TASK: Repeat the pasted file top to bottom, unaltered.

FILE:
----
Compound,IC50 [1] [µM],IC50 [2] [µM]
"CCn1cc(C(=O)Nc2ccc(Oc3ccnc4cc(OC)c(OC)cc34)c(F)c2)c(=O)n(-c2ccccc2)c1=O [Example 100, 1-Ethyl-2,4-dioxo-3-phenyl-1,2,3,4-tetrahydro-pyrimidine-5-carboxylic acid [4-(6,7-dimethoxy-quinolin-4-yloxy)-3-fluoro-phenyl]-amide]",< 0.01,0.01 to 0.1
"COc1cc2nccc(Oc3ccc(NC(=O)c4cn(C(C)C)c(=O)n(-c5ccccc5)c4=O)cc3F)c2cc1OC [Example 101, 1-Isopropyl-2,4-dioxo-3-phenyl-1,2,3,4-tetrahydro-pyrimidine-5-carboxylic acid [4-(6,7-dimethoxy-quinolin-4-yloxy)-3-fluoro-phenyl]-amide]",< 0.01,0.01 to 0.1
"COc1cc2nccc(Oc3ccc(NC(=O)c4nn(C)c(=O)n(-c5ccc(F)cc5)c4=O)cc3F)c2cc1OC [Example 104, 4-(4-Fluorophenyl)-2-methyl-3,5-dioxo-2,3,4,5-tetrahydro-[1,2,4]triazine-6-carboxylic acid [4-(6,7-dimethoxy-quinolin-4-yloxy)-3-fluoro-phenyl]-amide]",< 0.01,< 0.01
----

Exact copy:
Compound,IC50 [1] [µM],IC50 [2] [µM]
"CCn1cc(C(=O)Nc2ccc(Oc3ccnc4cc(OC)c(OC)cc34)c(F)c2)c(=O)n(-c2ccccc2)c1=O [Example 100, 1-Ethyl-2,4-dioxo-3-phenyl-1,2,3,4-tetrahydro-pyrimidine-5-carboxylic acid [4-(6,7-dimethoxy-quinolin-4-yloxy)-3-fluoro-phenyl]-amide]",< 0.01,0.01 to 0.1
"COc1cc2nccc(Oc3ccc(NC(=O)c4cn(C(C)C)c(=O)n(-c5ccccc5)c4=O)cc3F)c2cc1OC [Example 101, 1-Isopropyl-2,4-dioxo-3-phenyl-1,2,3,4-tetrahydro-pyrimidine-5-carboxylic acid [4-(6,7-dimethoxy-quinolin-4-yloxy)-3-fluoro-phenyl]-amide]",< 0.01,0.01 to 0.1
"COc1cc2nccc(Oc3ccc(NC(=O)c4nn(C)c(=O)n(-c5ccc(F)cc5)c4=O)cc3F)c2cc1OC [Example 104, 4-(4-Fluorophenyl)-2-methyl-3,5-dioxo-2,3,4,5-tetrahydro-[1,2,4]triazine-6-carboxylic acid [4-(6,7-dimethoxy-quinolin-4-yloxy)-3-fluoro-phenyl]-amide]",< 0.01,< 0.01